The Hop Farm Festival - Hop Farm
Live Review

The Hop Farm Festival – Hop Farm, Kent

A festival traffic jam is a great leveller; whether you’re in a BMW or a tractor you can’t buy yourself passage. Row after row of cars sat in darkness, each sending their own playlist in to the Kent countryside. By 2am the gridlock jossled its way out of the farm’s fields and memories of the music flooded the frustration. Vince Power’s Hop Farm Festival didn’t allow anything to detract from the performers. Devoid of VIP areas and sponsorship the music was almost always centre of attention. But for an angry, unpredictable sky eyes would never have left the stage.

Eight acts played one stage for 30,000 people, almost all of whom came to see one man and a good number with the mythical figure’s face printed on their t-shirts. Neil Young performed a two hour set very similar to those of his recent European shows with The Beatles’ ‘A Day In The Life Of’ again used in encore.

The whole performance was full of intrigue from Young’s wife Pegi’s beguiling backing vocals to live interpretative painting displayed for each song. Young, dressed in a luminous splattered suit is – as Jeffrey Lewis sang – a standard of songwriter other musicians can only fail to reach. It is testament to the man that here ‘Spirit Road’ and ‘No Hidden Path’ from new album ‘Chrome Dreams II’ only served to add soulful reflection on an incredible past.

As his band created a beautiful soundscape Young jerked across the stage producing epic noise and manic feedback from his electric guitar, as though this was his last show on earth. Lit by two roadies perched among the scaffold and following his every breath he stood, near blinded, long grey hair blowing in the wind, concentration etched in wrinkles the man had the crowd stuck in an endless moment. His voice remains a miracle; peerless on epic short-player after another and constantly drawing our breath. Young could put an ounce of the effort in that he does, rely on the voice and take the gold rush, however his passion is unwaivering. Ending ‘A Day In The Life’ playing so hard the strings broke one by one Young exited, light shining upon his perfectly rounded bald patch. A man for the people this music monk.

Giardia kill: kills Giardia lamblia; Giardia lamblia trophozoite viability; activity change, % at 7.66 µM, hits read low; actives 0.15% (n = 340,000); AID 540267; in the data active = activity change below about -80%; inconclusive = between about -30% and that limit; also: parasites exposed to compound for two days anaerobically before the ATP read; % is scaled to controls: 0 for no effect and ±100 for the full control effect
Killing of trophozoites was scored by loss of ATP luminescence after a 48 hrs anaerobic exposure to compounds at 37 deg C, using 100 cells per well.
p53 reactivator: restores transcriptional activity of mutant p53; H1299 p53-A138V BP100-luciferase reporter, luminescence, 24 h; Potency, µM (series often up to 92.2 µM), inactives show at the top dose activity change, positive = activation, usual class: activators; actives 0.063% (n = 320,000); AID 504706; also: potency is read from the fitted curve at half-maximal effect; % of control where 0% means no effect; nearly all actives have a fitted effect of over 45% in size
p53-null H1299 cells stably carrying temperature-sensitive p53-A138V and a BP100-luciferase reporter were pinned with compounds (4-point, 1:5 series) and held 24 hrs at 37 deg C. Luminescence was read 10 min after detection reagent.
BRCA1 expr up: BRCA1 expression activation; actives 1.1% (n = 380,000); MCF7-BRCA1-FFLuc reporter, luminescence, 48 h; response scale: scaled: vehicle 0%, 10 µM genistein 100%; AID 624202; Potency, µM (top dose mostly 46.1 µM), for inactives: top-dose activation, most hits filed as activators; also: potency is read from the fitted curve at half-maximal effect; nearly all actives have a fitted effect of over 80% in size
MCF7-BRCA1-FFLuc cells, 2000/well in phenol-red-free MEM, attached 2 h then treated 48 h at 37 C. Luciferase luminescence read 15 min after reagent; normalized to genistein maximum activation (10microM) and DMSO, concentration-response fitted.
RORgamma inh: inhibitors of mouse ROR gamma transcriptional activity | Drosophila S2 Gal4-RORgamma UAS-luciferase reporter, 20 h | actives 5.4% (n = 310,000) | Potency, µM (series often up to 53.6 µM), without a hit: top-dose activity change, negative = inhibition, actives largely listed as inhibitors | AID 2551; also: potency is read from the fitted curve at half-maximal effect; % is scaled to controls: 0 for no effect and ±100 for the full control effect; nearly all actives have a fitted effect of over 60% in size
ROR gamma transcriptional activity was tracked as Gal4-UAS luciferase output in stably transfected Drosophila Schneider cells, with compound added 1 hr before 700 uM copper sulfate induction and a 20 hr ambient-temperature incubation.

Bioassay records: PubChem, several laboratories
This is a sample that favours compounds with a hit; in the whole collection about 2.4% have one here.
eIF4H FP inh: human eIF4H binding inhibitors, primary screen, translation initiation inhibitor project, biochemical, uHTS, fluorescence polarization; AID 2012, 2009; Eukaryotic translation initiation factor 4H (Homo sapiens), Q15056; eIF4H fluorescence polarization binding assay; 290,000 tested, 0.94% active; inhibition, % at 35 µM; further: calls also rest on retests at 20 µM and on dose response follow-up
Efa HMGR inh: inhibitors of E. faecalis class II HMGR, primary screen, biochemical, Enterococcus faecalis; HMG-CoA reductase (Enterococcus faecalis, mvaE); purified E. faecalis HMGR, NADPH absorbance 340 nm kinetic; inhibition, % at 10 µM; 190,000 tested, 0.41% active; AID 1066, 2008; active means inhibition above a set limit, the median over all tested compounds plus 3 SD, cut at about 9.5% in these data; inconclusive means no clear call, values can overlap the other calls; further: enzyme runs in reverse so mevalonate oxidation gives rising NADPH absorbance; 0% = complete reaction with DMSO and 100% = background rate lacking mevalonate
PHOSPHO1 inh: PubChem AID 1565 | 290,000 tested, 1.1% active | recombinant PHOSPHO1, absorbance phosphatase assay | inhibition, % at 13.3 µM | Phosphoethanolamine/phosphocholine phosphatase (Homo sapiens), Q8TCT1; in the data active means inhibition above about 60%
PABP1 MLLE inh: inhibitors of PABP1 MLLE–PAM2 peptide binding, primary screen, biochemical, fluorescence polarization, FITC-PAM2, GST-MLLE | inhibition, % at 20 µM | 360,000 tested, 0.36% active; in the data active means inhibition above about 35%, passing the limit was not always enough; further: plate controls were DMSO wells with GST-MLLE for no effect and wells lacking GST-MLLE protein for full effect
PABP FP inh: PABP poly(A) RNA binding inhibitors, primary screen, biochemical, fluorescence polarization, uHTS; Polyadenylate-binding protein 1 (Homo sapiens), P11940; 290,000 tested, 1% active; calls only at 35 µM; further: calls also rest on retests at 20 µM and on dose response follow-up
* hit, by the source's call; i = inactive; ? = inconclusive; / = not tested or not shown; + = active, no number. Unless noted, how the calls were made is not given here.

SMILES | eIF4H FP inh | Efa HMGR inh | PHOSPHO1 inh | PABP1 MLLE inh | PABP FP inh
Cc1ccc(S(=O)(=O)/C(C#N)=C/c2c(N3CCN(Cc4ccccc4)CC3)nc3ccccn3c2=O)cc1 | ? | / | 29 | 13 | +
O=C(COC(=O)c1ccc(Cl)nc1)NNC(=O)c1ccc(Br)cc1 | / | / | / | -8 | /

Neil Young played:

‘Love And Only Love’
‘Hey Hey, My My’
‘Everybody Knows This Is Nowhere’
‘I’ve Been Waiting For You’
‘Spirit Road’
‘Fuckin’ Up’
‘Oh, Lonesome Me’
‘Mother Earth’
‘The Needle And The Damage Done’
‘Unknown Legend’
‘Heart Of Gold’
‘Old Man’
‘Get Back To The Country’
‘No Hidden Path’
‘A Day In The Life’

The undercard was truly hit and miss. The hits were big, the misses woeful. Primal Scream filled their set with too much new material and the crowd only emerged from their indifference when Bobby and Mani brought out the three big finishers – ‘Swastika Eyes’, ‘Rocks’ and ‘Movin’ On Up’.

Supergrass have stretched a few tunes a very long decade and filling an hour here was way beyond them. ‘Alright’, ‘Moving’ and ‘Caught By The Fuzz’ made for another good close but what went before could be thrown to the festival bins. Even their best is performed without the buzz of britpop; it’s high time for that overdue break-up.

Rufus Wainwright could have filled their set many songs over, yet he was given less time to thrill. The ‘Gay Messiah’ played his own title track and sent the rain away with a flourish. Playing solo with nothing but a piano, guitar and his wonderous vocal Rufus sings sad but had most happily captivated, even the kids: “I liked ‘Hallelujah’ best, it was in Shrek!” My Morning Jacket followed with their unique, other worldly harmonies and deep recuring keys and bass. The set bred well-being and you floated along with the endless songs. This is a band of albums, they don’t make conventional singles.

Laura Marling was on unlucky second. The delicate one played her appropriately somber laments on love and loss through blankets of rain to a distracted, cowering crowd hastily packing away their picnics. She was lost to many, she should always be loved. Everest and the Guillemots, well they were instantly forgettable.

The Hop Farm Festival was anything but. A memorable billing, which will be nigh on impossible to match next year. We wait with great anticipation to see if it can be done.

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